Famous book. The Magician’s Way.

I’ll paraphrase a scene from the book, but it’s a great story about life

A person wants to play golf and gets lessons from a well known golf instructor.

The instructor says “hit a few balls”. The golfer lines up and takes a few swing. He starts hitting it all over the place, with little to no consistency.

The golf instructor tells him to put the club down and follow him. He brings him over to an area with a tree in front and puts golf balls in his hand. He says, “throw the ball at that tree”. Boom! He hits it. The instructor tells him to do it again.

The golfer keeps hitting the tree.

Now the instructor asks him what he was thinking about when he threw the ball at the tree.

The golfer says the tree was his focus.

The golf instructor says, “so were you thinking about the velocity of your arm and the degree from which to come at the throw, and how much force to apply, and exactly where your arm should be at each moment”?

The golfer says “no”.

The instructor then replies “And what about your stance. Were you focused on exactly where your feet should be?”


The golf pro says “That’s golf.”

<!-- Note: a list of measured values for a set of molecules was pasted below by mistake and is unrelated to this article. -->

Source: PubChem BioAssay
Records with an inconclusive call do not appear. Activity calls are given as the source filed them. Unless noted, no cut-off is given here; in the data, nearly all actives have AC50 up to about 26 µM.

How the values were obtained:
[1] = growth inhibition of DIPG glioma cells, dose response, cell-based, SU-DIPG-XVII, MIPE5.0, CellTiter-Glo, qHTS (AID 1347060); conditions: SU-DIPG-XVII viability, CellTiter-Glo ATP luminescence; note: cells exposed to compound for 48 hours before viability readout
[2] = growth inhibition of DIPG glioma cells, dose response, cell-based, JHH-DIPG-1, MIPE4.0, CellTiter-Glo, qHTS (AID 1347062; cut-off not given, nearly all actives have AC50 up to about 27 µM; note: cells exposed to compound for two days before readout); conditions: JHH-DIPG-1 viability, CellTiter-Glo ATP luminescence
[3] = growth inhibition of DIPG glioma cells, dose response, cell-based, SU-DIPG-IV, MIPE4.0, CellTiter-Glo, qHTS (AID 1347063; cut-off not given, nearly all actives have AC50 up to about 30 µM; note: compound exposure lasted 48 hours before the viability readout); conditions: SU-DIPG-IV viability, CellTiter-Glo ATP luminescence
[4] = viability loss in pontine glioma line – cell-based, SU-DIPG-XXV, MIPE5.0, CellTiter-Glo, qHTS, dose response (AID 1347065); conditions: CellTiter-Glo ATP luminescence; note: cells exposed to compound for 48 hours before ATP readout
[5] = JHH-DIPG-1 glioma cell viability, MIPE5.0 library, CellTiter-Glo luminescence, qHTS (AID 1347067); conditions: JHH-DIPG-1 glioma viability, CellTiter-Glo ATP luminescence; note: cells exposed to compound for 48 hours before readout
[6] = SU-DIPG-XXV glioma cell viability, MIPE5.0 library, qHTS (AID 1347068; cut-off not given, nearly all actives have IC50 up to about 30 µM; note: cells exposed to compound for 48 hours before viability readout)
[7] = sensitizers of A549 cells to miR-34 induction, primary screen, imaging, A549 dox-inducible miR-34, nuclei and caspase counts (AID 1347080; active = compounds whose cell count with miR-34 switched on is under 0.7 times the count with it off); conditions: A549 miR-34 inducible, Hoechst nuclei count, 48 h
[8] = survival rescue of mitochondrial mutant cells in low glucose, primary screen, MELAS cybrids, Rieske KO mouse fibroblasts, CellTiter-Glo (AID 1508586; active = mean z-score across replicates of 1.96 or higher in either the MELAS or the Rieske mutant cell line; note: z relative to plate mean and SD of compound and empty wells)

Then, he brings the new golfer back to hit some more balls with the club and boom he hits it straight and towards the target he focuses on every time.

Don’t think so much.
Think of your target.

It’s the same thing with life,
Don’t over complicate things too much.

Does that mean that you shouldn’t go into detail with things?

No, of course you should go into detail, but only after you cross a certain threshold of professionalism.

Tiger Woods wanted to get even better at the height of his game when he was the best golfer by a large margin, and it was suggested by his coach that he should change his swing. He did and it brought him to an even higher level. That was a risky move for any pro golfer to do, let alone the golfer who was the best in the world.

But you should mainly go into a lot of detail only after you’ve reached a certain level of good.

For most endeavors, if you want to get good, it’s very instinctual as opposed to something that’s an overcomplicated matter. If you want mastery, you will have to overcomplicate. But not when you first take something new up!

When you take up golf, you can get into the 80’s by playing very frequently and going off your natural instincts. But to get to the 70’s and eventually the 60’s, then you will have to go into tiny details. But…and here’s a big but… if you try going into tiny details when you’re shooting in the 100’s, you might actually find yourself being very inconsistent and not seeing much progress at all because you’re focusing on little details when your body hasn’t even recognized the common patterns within your instinctual framework.

Hope you had a great holiday season and you have a great New Year’s Weekend!

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